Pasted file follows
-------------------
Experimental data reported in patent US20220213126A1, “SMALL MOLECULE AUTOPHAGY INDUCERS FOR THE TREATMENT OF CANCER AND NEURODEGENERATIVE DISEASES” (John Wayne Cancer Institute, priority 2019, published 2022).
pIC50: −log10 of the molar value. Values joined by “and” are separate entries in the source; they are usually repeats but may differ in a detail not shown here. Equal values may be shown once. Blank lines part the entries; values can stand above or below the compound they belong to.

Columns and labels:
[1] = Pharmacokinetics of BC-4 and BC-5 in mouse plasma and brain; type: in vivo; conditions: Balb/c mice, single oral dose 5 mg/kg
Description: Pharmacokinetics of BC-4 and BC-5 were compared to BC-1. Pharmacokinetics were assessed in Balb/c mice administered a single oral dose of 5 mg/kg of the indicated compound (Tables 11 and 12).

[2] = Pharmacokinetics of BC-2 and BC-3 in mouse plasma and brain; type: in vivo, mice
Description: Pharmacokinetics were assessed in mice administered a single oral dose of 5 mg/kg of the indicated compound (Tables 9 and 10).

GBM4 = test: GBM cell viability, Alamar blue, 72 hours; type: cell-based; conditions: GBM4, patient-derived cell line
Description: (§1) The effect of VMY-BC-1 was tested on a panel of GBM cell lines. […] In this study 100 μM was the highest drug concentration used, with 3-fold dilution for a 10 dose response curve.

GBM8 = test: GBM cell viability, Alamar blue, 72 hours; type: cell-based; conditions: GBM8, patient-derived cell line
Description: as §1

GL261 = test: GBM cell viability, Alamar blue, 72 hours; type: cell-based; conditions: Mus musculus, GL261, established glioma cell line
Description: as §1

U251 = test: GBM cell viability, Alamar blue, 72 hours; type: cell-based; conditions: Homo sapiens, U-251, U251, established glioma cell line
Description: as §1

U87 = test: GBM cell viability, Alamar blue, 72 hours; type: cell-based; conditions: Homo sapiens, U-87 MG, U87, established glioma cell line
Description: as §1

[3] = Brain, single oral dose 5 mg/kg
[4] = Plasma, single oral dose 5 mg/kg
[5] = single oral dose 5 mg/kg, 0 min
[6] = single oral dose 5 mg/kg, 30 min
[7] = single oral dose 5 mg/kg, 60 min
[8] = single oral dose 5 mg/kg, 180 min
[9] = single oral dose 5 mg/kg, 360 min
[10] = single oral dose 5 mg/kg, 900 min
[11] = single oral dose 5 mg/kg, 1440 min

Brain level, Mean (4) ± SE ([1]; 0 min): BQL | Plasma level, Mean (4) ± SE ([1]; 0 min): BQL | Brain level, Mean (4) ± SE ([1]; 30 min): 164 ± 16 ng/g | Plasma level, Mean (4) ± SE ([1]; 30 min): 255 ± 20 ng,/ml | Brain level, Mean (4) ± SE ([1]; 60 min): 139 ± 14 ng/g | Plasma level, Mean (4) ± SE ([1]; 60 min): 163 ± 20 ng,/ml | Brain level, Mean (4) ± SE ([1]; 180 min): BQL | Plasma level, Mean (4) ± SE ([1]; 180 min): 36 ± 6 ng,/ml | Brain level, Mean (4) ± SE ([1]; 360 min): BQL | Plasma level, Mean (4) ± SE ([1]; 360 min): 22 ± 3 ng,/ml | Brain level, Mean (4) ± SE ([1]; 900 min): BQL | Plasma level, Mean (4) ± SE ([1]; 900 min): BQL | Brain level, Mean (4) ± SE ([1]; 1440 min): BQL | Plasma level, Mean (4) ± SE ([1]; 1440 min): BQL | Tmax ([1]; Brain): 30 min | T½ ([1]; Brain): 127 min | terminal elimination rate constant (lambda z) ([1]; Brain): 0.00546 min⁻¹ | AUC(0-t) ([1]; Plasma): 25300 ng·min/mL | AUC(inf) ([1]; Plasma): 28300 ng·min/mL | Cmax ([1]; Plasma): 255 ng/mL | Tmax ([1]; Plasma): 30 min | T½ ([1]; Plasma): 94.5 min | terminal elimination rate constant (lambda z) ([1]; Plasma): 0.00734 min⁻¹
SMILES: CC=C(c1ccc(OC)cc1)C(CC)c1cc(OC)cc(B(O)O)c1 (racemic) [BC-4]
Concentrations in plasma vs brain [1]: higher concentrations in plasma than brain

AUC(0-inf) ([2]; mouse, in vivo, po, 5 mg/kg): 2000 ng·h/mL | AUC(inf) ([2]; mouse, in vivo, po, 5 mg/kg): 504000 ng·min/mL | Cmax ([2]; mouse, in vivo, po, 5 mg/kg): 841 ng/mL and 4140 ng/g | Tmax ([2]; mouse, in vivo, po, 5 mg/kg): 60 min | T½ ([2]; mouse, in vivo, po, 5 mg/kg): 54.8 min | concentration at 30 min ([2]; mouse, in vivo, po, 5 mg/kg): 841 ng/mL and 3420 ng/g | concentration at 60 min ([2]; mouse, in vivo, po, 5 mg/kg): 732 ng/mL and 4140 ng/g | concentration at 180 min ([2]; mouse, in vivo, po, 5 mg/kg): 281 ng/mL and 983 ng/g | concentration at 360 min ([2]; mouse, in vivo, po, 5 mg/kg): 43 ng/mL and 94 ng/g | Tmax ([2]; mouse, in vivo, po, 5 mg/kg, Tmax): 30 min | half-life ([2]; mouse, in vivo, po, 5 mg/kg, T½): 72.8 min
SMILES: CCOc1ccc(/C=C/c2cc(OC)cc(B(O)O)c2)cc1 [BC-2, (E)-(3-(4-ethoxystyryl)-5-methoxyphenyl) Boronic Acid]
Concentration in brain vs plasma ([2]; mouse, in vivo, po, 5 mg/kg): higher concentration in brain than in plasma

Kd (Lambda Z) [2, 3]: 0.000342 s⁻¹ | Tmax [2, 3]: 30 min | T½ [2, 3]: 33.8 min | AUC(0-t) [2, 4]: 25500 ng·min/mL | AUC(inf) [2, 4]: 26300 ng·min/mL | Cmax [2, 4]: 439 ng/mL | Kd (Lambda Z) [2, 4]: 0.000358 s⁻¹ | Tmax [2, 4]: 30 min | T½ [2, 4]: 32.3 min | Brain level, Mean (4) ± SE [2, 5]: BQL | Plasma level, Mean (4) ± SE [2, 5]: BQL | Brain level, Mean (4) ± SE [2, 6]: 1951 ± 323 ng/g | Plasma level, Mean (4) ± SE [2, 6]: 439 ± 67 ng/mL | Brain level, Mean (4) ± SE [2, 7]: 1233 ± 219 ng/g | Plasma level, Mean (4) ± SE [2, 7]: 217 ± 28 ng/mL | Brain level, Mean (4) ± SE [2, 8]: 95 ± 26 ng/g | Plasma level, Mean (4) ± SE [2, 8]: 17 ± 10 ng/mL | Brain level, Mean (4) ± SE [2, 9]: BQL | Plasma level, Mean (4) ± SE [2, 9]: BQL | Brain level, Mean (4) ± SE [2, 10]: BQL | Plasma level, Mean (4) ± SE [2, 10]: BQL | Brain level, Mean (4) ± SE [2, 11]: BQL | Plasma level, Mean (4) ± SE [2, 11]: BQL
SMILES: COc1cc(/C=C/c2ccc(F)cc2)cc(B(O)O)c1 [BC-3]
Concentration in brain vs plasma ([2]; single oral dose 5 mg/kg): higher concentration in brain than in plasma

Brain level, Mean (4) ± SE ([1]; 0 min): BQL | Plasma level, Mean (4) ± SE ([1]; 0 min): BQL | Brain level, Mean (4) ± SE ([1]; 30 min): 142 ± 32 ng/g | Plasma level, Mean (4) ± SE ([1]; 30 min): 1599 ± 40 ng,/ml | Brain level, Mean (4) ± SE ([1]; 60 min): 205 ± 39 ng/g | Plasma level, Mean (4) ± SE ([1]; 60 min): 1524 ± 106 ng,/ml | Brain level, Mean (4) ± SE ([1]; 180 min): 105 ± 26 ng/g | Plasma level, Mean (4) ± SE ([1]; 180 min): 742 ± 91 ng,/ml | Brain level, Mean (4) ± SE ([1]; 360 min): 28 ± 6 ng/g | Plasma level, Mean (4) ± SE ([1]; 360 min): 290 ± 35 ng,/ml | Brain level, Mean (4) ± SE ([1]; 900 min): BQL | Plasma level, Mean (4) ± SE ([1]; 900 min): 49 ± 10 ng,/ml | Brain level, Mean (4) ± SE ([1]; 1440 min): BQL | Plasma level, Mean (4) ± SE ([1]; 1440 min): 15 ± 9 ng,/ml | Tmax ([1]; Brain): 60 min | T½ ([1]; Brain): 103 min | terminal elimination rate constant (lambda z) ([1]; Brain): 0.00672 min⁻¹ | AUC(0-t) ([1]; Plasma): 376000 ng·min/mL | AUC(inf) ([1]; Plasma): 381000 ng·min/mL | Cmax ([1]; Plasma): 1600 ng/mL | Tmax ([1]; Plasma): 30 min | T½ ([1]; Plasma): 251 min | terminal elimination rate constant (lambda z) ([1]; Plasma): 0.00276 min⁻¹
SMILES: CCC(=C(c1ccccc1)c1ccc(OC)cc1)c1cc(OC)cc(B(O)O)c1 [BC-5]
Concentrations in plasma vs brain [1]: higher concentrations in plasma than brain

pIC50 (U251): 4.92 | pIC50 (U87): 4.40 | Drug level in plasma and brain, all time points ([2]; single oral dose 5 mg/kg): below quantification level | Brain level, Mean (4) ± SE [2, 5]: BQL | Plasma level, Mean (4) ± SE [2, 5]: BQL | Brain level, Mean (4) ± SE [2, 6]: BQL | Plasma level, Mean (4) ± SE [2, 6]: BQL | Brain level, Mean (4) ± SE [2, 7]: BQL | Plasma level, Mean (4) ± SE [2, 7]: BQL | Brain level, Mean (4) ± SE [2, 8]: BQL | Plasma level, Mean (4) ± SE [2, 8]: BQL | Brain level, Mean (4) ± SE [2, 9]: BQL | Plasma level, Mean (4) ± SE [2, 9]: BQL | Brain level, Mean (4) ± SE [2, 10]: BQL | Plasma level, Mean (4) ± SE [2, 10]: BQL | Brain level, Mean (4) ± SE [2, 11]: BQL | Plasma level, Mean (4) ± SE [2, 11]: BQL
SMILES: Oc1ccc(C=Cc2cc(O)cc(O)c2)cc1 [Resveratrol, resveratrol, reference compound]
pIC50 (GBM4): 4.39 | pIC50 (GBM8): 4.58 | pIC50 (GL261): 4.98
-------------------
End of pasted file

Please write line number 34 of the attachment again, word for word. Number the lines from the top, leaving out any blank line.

SMILES: COc1cc(/C=C/c2ccc(F)cc2)cc(B(O)O)c1 [BC-3]